A lot many developments have happened over 2016, quite a few trends have been over-hyped, with Big Data being one of them. And now with that having died down, the industry is making actual progress. Aside from lacking the right infrastructure and resources to base the industry on, these few years have only been good for the conglomerates that had the money to actually put big data to use. With really fast memory having arrived and compute hardware with large caching becoming more affordable, 2017 looks to be the year when we’re going to see the democratisation of big data. Anyone can easily afford consumer grade compute cards from NVIDIA or AMD and get started with the number crunching. Moreover, we now have access to Machine Learning tools that have a much more beginner-friendly learning gradient.
So what do we expect from 2017? Read on…
There shall be one
This last year quite a lot of proprietary Machine Learning software ended up getting open sourced by the giants from Silicon Valley. Elon Musk backed non-profit called OpenAI was set up with the aim of building AI that is human friendly. Microsoft open sourced their Cognitive Toolkit (CNTK), Facebook has been putting its weight behind Caffe and Torch while Google has open sourced it’s TensorFlow and DeepMind projects. Baidu, one of the biggest entities working on MachineLearning has also open sourced its set of libraries under the name PaddlePaddle. And lastly, Amazon has integrated MXNet into their AWS ML platform.
With so many tools getting open sourced, the community is slowly going to get its hands dirty and from among all these
Google open sourced DeepMind
will arise only one. While every Machine Learning library has its pros and cons, there are other factors that will come into play when developers start playing around with ML. These libraries will proliferate the developer community and at the end of 2017 we shall see one particular library becoming the gold standard. This gold standard will then be adopted by all major XaaS providers and will be better integrated with their platforms. Data Sets for these ML platforms will also become easier to get your hands on as more and more companies are releasing non-private data. Even those starting out can get their hands on voluminous data sets pertaining to, let’s say Amazon Book Reviews or Dota2 Game matchups / results, Facebook comment volume data, etc.
Hardware is affordable
High Performance GPUs that can really accelerate the pace of Machine Learning like NVIDIA’s Tesla and AMD’s Radeon Instinct have been announced. While both companies have had
GPGPU is getting a massive push thanks to NVIDIA and AMD
their GPUs being used for OpenCL and proprietary GPGPU applications for a while, the move to smaller process nodes for their transistors have resulted in a tremendous rise of compute power. Needless to say, the basic solutions from either company have become really affordable. While industrial applications would still require spending ridiculous amounts of money to set up Machine Learning servers, it will be way easier for startups to dive into the deep end without the fear of sinking.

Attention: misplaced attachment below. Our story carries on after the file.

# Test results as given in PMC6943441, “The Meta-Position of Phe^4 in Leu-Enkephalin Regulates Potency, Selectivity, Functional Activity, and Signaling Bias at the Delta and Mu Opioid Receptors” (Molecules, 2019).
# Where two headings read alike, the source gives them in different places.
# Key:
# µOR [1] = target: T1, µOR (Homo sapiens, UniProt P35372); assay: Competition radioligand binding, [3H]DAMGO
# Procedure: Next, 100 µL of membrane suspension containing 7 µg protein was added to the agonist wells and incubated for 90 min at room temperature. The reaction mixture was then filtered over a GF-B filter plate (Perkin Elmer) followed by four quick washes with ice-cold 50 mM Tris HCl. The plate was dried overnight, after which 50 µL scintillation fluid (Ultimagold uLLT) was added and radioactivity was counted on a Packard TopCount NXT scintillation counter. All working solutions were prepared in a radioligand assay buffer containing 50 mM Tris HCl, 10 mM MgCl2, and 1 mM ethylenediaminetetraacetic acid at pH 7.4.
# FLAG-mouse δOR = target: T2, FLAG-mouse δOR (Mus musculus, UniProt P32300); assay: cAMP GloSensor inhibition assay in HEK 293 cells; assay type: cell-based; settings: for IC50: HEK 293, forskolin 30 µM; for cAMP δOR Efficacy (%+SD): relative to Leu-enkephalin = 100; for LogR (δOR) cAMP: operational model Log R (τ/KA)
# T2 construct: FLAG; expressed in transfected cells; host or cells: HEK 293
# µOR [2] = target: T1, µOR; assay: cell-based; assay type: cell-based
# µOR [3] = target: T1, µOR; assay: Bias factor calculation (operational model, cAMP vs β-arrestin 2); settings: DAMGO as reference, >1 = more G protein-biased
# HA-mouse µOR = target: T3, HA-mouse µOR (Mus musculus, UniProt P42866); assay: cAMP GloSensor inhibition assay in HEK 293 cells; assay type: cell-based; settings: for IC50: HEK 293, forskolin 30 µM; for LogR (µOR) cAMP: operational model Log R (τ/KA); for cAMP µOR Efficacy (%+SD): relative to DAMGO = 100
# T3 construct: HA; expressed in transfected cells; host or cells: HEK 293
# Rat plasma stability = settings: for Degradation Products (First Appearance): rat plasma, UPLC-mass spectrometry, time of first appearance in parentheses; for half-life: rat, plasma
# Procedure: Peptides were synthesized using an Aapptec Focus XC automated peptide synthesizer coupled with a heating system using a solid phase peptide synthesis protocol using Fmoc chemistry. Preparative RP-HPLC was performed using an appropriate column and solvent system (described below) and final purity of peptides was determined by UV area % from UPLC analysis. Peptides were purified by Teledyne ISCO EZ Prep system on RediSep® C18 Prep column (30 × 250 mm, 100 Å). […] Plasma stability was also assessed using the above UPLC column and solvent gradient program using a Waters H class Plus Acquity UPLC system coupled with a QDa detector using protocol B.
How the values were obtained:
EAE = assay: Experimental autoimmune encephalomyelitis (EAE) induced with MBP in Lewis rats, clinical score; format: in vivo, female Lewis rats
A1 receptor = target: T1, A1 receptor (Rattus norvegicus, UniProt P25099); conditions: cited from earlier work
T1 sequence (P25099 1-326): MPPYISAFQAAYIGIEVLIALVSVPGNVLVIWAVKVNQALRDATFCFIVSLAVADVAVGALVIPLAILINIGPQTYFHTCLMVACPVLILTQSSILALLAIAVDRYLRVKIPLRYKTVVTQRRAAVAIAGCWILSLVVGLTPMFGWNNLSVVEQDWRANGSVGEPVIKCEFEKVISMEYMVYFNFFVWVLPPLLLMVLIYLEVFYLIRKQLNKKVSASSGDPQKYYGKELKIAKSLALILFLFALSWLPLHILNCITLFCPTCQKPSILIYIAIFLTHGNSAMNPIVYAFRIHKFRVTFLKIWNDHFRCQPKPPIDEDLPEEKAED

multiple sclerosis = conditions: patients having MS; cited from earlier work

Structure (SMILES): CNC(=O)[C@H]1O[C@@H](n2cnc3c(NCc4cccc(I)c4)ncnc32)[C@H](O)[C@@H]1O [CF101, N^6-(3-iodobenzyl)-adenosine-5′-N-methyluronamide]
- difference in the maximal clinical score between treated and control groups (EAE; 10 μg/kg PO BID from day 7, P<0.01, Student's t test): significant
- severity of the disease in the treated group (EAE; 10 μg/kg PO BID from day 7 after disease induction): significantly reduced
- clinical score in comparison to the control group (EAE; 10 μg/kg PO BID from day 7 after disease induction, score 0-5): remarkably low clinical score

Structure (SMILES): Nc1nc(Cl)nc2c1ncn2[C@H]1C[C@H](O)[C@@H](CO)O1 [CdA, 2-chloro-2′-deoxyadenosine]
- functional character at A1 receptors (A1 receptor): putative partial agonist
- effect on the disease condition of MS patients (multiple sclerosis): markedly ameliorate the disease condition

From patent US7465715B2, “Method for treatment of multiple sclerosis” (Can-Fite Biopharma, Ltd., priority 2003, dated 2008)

This widespread adoption will lead to several off-the-shelf solutions becoming a reality and thereafter, becoming even more affordable. Be it GPUs, services on the cloud or neural chipsets for the embedded market, the cost will go down.
Blockchain for all
Unless you’ve been living under a rock, you’d have heard about blockchain. It’s a distributed database that maintains a steadily growing list of ordered records. They are inherently resistant to past records getting modified and have a high fault toler –
Banks are championing the development of Blockchain
ance. Conceptualised by Satoshi Nakamoto for the now infamous Bitcoin – a form of cryptocurrency – Blockchain is being readily considered by banks for issuance of bank issued legal currency. R3, a distributed database technology company that leads a consortium of over 70 financial institutions has been investing heavily in blockchain technology. R3 is seeking $150 million from its member companies to fund the development of blockchain-based technologies for the banking sector, and they’ve already secured more than half of that amount. While a few top names have left the consortium – Goldman Sachs, Morgan Stanley, Santander and NAB – more have stepped in to take their place.
Aside from traditional applications, Blockchains are also being targeted at recording Smart Contracts. Simply put, Smart Contracts are a bunch of conditional statements that form the basis of a legal agreement between parties. The moment these conditions are met, the Smart Contract gets executed. Ethereum is a well-known platform that deals in Smart Contracts. And there are a lot many other such as Maidsafe, Ardor, Synereo, etc. which are all working towards creating the decentralised internet. By the time their efforts bear fruits, we should arrive at the end of 2017 and hopefully see Blockchain evolve.
IoT wreaks havoc
The Internet of Things is going to be huge, with over 6 billion devices that are connected to the internet – A figure that’s expected to exponentially rise in the coming years to hit the 50 billion mark by 2020. However, there is no uniform security framework for IoT. All manufacturers implement their own proprietary solutions which has led to an extremely fragmented scenario. And in the midst of all this, we’ve had the very first massive IoT based botnet attack in October 2016. Now known as the Mirai botnet, this attack crippled the servers of companies like NetFlix, NYTimes, Paypal and Twitter.
Cisco, AT&T, GE, Intel and IBM formed the Industrial Internet Consortium about two years back to focus on the IoT
Mirai Botnet was only the first
industry and to create a unified framework, but it will take a few more attacks by massive IoT botnets like the Mirai, before the industry switches to high gear and comes out with a solution. It would be a lot better if Government agencies step in to keep the corporates in check while these frameworks are designed.
Mixed Reality gathers steam